Sat. Aug 15th, 2020

OpenWRT firmware vulnerability puts millions of routers and embedded devices at risk

2 min read

The OpenWRT open-source operating system that supports routers and embedded devices are very popular. For router users, they can install various software packages to achieve different functions according to their needs, so this system has become increasingly popular in recent years.

However, recently researchers have discovered that the operating system has several security flaws, and attackers can easily use these flaws to control the corresponding devices.

Like most operating systems, OpenWRT also verifies pre-installed files. In theory, only installation files that pass signature verification can be installed.

This signature verification method can ensure that only the installation packages allowed or approved by the developer are installed, and the illegal files produced by the attacker cannot theoretically be installed.

However, the research found that the system existed a bug when the 2017 update was released. This problem allows the signature verification system to be easily bypassed and unprotected.

OpenWrt / GPL

Specifically, there is a problem with the function that the system uses to check the hash value. An attacker can simply bypass the hash check by adding a space before the input string.

This vulnerability is easy to exploit, so an attacker can easily bypass the verification to install malware, which can directly control the entire operating system.

At the same time, the OpenWRT project team has not adopted HTTPS encrypted transmission so far, which means that attackers can launch man-in-the-middle attacks, etc.

By hijacking the domain name of the update server and download server of the OpenWRT system, the files to be installed by the user can be replaced with malicious files.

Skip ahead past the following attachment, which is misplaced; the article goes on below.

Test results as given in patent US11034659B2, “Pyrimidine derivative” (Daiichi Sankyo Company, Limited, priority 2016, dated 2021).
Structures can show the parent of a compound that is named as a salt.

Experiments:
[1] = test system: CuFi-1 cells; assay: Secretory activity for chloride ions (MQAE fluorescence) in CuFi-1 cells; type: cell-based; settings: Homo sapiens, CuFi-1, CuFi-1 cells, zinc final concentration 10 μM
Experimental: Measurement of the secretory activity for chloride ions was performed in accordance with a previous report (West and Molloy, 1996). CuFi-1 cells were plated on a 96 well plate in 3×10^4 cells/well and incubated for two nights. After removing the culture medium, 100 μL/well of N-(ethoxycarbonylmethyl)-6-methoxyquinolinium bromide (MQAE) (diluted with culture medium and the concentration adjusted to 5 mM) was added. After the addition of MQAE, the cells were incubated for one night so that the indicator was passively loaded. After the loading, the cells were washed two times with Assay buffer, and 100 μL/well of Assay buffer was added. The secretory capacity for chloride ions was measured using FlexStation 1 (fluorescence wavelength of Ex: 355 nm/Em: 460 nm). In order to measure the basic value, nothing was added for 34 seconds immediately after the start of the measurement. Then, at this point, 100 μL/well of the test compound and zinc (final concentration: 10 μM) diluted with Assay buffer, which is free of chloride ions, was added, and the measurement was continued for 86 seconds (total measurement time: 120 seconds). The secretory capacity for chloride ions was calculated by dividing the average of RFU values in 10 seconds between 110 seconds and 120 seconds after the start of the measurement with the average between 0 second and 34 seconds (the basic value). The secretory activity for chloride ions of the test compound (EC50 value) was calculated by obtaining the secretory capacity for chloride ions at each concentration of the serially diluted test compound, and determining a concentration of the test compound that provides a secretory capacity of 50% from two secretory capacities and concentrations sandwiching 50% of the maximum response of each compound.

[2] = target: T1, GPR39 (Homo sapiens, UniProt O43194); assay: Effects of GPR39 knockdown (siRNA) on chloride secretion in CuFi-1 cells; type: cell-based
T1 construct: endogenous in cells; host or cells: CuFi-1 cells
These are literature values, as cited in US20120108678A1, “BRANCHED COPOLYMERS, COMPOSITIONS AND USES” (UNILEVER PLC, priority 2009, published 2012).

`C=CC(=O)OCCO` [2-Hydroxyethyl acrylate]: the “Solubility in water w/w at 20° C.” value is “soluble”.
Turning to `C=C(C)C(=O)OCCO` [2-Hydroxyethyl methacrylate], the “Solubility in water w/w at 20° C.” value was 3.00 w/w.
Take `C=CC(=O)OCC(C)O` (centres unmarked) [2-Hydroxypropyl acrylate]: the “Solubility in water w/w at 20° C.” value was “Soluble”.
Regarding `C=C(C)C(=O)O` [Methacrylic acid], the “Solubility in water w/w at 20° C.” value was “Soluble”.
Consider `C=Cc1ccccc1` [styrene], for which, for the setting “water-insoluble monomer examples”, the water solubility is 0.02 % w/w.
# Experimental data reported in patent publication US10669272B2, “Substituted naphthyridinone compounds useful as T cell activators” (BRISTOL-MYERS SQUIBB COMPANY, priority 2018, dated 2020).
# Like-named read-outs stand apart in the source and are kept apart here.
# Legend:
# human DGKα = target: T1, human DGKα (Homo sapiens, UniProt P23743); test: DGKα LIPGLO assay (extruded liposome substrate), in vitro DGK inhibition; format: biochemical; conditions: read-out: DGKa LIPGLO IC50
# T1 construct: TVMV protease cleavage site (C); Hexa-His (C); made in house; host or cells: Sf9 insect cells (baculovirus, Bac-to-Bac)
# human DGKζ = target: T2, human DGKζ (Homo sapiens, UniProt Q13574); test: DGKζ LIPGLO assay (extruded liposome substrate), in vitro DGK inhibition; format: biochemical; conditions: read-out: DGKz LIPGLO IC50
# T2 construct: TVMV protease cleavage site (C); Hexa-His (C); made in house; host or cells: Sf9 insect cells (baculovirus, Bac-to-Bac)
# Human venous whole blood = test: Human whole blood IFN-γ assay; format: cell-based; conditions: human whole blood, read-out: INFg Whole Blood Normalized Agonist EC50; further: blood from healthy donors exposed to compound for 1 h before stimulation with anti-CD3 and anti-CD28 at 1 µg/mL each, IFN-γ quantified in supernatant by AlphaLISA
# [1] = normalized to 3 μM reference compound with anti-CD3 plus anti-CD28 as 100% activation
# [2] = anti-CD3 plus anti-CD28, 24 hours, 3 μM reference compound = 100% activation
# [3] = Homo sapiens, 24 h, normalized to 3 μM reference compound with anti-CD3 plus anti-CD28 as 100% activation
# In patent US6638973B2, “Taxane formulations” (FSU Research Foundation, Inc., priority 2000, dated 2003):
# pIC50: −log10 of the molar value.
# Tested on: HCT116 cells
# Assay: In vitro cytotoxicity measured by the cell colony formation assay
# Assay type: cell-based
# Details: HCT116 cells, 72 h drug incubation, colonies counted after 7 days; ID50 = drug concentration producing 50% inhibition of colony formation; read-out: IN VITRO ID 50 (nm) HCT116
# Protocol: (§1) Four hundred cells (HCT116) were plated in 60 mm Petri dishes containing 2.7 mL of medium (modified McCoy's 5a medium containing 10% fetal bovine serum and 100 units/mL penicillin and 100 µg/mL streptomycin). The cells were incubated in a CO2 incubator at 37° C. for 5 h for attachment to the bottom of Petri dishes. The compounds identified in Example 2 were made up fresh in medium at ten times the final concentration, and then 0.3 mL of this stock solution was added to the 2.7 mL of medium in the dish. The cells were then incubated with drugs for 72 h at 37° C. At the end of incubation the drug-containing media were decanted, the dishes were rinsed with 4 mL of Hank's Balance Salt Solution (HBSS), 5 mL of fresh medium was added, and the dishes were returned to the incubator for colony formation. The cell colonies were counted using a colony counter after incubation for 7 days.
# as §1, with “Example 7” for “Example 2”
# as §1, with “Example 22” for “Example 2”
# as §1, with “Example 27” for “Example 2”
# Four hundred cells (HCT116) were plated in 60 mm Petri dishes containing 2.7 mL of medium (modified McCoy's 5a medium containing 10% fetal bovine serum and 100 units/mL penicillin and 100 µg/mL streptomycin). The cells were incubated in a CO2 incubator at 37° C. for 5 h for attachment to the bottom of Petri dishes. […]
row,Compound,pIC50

With the error of the hash check system, the check can be bypassed and the malicious file can be successfully installed. After installation, the attacker can remotely control the infected router and so on.

But not using HTTPS encryption is the intention of the project team, because there are many old routing or embedded devices that do not support HTTPS encrypted data transmission.

Researchers have confirmed and fixed the vulnerability after submitting it to the project team. Users need to upgrade to at least OpenWRT 18.06.7 or 19.07.1 to ensure security.

The above version has completely repaired the hash value verification vulnerability, but for now, the update is initiated directly from within the system and the plain text transmission protocol is still used.

If the user is not using the official version of OpenWRT but a third-party customized version, please contact the firmware maintainer in time to update to ensure that the vulnerability has been fixed.

The project team is considering developing a new update method for users to use HTTPS to download and update in real-time in the browser, which can prevent man-in-the-middle attacks.

Via: arstechnica